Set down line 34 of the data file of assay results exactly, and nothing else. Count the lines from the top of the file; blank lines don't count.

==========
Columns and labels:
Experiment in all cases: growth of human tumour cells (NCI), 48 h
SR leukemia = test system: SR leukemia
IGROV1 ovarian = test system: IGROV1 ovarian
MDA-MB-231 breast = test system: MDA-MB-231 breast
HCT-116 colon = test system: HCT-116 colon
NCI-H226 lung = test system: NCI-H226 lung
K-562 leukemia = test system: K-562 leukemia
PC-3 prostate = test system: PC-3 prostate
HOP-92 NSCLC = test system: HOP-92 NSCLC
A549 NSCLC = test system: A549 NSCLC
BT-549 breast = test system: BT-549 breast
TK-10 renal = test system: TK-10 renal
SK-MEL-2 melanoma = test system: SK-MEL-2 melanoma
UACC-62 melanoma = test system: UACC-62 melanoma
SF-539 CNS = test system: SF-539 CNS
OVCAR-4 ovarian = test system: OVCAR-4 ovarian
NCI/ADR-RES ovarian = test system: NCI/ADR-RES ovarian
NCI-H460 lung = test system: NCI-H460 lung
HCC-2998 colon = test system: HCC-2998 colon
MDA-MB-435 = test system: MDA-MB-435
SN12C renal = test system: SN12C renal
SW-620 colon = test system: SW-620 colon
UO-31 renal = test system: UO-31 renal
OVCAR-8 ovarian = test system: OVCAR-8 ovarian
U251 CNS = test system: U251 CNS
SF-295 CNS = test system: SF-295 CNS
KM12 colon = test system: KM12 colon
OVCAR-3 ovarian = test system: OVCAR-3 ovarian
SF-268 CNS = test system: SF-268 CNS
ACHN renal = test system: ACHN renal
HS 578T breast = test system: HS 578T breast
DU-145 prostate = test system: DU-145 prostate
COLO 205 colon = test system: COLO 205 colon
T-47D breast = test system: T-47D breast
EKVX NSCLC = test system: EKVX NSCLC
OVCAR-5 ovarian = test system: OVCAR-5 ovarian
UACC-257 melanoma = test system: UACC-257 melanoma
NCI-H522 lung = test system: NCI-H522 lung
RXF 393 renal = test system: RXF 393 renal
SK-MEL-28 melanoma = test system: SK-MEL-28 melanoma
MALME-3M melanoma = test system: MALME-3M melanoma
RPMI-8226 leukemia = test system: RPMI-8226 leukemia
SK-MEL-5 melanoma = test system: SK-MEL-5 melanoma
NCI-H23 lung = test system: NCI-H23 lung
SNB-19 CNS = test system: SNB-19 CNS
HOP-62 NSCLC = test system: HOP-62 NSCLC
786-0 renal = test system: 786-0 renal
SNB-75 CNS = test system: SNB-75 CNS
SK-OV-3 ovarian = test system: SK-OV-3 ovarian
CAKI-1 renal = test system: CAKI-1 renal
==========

COLO 205 colon = test system: COLO 205 colon